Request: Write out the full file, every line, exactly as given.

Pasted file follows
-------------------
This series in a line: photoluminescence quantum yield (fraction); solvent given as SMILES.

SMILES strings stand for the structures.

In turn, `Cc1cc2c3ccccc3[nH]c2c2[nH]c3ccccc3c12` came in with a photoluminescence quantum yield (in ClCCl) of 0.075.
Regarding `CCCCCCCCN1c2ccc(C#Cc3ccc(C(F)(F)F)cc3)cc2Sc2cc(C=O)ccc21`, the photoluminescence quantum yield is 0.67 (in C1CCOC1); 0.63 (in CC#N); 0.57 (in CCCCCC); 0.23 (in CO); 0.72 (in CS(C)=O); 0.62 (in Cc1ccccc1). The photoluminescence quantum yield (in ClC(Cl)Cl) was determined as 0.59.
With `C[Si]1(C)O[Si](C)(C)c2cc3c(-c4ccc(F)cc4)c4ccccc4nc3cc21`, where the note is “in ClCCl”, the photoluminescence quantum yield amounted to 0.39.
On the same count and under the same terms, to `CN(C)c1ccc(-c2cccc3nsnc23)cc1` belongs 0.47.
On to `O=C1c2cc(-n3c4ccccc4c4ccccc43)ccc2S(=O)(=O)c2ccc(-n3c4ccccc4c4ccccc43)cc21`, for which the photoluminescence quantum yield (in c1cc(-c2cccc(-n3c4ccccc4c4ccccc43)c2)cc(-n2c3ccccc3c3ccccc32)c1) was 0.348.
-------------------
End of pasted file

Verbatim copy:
This series in a line: photoluminescence quantum yield (fraction); solvent given as SMILES.

SMILES strings stand for the structures.

In turn, `Cc1cc2c3ccccc3[nH]c2c2[nH]c3ccccc3c12` came in with a photoluminescence quantum yield (in ClCCl) of 0.075.
Regarding `CCCCCCCCN1c2ccc(C#Cc3ccc(C(F)(F)F)cc3)cc2Sc2cc(C=O)ccc21`, the photoluminescence quantum yield is 0.67 (in C1CCOC1); 0.63 (in CC#N); 0.57 (in CCCCCC); 0.23 (in CO); 0.72 (in CS(C)=O); 0.62 (in Cc1ccccc1). The photoluminescence quantum yield (in ClC(Cl)Cl) was determined as 0.59.
With `C[Si]1(C)O[Si](C)(C)c2cc3c(-c4ccc(F)cc4)c4ccccc4nc3cc21`, where the note is “in ClCCl”, the photoluminescence quantum yield amounted to 0.39.
On the same count and under the same terms, to `CN(C)c1ccc(-c2cccc3nsnc23)cc1` belongs 0.47.
On to `O=C1c2cc(-n3c4ccccc4c4ccccc43)ccc2S(=O)(=O)c2ccc(-n3c4ccccc4c4ccccc43)cc21`, for which the photoluminescence quantum yield (in c1cc(-c2cccc(-n3c4ccccc4c4ccccc43)c2)cc(-n2c3ccccc3c3ccccc32)c1) was 0.348.